Last month, I wrote about a trade-secret case in which a defendant employee, David Cheung, asked the court to order the plaintiff employer, Brocade Communications, to pay his attorney’s fees because the claims against him were frivolous. Last Wednesday, the court agreed to dismiss the case because the only evidence Brocade had against Cheung was gleaned in settlement discussions with him, evidence which would be inadmissible at a trial under the rules of evidence. The judge said she was “really disappointed” and “kind of shocked” when reading the briefs for the motion. The judge left the door open for Brocade to file a claim again, but only because she would need a finding of bad faith to award attorney’s fees and costs to Cheung, and apparently she could not find bad faith (yet). But she left the door open for such an award if Brocade filed again. She told Cheung: “[I]f they file again, you just file a motion to transfer venue and you bring it back to me and I’ll take care of it.”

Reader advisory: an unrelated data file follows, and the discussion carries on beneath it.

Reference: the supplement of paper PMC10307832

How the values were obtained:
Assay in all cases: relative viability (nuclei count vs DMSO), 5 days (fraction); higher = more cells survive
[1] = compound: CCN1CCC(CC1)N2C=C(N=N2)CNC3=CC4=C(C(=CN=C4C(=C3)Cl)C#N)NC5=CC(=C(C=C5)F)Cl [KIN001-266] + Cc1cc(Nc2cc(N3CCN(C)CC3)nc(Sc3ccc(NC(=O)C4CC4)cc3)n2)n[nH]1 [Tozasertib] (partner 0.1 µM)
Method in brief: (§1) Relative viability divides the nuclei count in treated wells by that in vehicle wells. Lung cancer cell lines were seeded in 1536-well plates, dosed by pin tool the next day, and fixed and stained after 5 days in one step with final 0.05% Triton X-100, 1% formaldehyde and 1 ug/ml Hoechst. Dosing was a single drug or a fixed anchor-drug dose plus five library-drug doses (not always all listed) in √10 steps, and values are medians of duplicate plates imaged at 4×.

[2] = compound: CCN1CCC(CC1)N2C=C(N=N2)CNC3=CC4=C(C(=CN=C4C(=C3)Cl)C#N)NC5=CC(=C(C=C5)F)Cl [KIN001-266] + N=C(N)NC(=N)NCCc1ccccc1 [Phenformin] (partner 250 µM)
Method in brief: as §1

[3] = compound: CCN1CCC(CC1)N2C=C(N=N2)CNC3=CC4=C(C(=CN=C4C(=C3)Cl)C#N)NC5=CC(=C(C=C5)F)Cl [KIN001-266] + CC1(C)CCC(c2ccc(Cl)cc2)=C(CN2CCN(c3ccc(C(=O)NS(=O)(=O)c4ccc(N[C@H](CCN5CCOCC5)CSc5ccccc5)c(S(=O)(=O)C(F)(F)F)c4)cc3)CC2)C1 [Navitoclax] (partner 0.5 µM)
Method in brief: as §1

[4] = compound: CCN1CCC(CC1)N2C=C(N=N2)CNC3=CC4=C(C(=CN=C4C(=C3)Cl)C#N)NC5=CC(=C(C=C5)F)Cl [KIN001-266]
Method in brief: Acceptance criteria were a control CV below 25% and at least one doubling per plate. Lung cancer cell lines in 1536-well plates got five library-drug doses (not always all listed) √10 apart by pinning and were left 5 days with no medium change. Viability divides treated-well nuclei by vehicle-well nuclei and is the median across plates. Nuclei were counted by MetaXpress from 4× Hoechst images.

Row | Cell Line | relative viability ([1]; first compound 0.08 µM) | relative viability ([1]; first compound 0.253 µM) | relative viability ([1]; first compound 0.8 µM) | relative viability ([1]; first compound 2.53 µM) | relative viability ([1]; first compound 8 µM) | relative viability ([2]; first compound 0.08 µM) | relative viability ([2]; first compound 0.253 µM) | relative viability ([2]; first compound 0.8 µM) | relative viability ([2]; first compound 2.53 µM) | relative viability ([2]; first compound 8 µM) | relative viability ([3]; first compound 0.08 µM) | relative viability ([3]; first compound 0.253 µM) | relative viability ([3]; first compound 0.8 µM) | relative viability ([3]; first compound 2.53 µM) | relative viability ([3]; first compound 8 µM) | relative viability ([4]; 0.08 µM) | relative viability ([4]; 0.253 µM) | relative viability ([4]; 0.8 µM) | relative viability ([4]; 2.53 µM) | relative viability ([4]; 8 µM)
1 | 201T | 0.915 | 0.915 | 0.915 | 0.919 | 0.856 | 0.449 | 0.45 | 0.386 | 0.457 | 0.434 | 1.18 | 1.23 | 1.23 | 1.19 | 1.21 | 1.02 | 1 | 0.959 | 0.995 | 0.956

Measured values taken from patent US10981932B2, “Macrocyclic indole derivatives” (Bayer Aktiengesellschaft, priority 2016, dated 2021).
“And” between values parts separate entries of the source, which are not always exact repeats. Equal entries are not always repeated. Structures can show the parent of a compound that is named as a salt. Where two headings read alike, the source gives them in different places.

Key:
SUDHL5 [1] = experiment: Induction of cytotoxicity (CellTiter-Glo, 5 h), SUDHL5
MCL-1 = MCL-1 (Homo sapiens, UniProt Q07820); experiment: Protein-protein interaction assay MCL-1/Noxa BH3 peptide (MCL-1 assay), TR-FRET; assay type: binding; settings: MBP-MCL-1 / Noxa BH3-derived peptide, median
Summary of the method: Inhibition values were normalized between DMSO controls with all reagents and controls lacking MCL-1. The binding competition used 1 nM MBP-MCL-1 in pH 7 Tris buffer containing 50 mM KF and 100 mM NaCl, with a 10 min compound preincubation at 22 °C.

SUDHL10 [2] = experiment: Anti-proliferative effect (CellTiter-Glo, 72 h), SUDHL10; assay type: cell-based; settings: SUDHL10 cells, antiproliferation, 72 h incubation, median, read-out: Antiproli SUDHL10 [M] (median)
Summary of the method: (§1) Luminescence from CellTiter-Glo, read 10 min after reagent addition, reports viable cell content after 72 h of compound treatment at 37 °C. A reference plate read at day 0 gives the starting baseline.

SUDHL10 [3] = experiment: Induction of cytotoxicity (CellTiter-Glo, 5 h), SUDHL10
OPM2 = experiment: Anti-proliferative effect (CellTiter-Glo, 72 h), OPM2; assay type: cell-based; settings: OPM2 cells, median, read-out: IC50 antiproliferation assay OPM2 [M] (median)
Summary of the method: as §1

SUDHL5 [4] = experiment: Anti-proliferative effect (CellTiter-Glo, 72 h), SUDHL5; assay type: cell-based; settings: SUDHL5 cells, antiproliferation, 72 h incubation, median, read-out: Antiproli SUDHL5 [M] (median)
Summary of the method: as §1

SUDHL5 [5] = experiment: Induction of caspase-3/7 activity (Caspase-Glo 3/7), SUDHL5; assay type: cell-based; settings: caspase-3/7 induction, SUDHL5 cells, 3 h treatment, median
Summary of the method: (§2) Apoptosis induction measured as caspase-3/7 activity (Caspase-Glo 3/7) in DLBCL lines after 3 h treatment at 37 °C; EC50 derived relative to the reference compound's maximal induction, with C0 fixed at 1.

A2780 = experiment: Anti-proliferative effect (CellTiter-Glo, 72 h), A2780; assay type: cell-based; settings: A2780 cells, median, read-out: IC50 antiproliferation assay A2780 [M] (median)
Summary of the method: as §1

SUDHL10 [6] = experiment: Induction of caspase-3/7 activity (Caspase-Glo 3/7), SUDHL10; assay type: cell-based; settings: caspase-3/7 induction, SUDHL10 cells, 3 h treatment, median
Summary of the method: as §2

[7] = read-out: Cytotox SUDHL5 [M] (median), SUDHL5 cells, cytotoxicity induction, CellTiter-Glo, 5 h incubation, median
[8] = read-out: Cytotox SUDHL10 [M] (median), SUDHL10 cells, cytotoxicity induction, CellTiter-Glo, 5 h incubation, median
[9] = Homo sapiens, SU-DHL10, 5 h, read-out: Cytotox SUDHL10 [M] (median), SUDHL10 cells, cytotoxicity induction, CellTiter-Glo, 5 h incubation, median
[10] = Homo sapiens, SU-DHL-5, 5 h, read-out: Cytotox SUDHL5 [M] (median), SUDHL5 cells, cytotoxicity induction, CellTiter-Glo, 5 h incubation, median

After a judicial tongue-lashing like that, I don’t expect that Brocade will be filing another claim against Cheung anytime soon.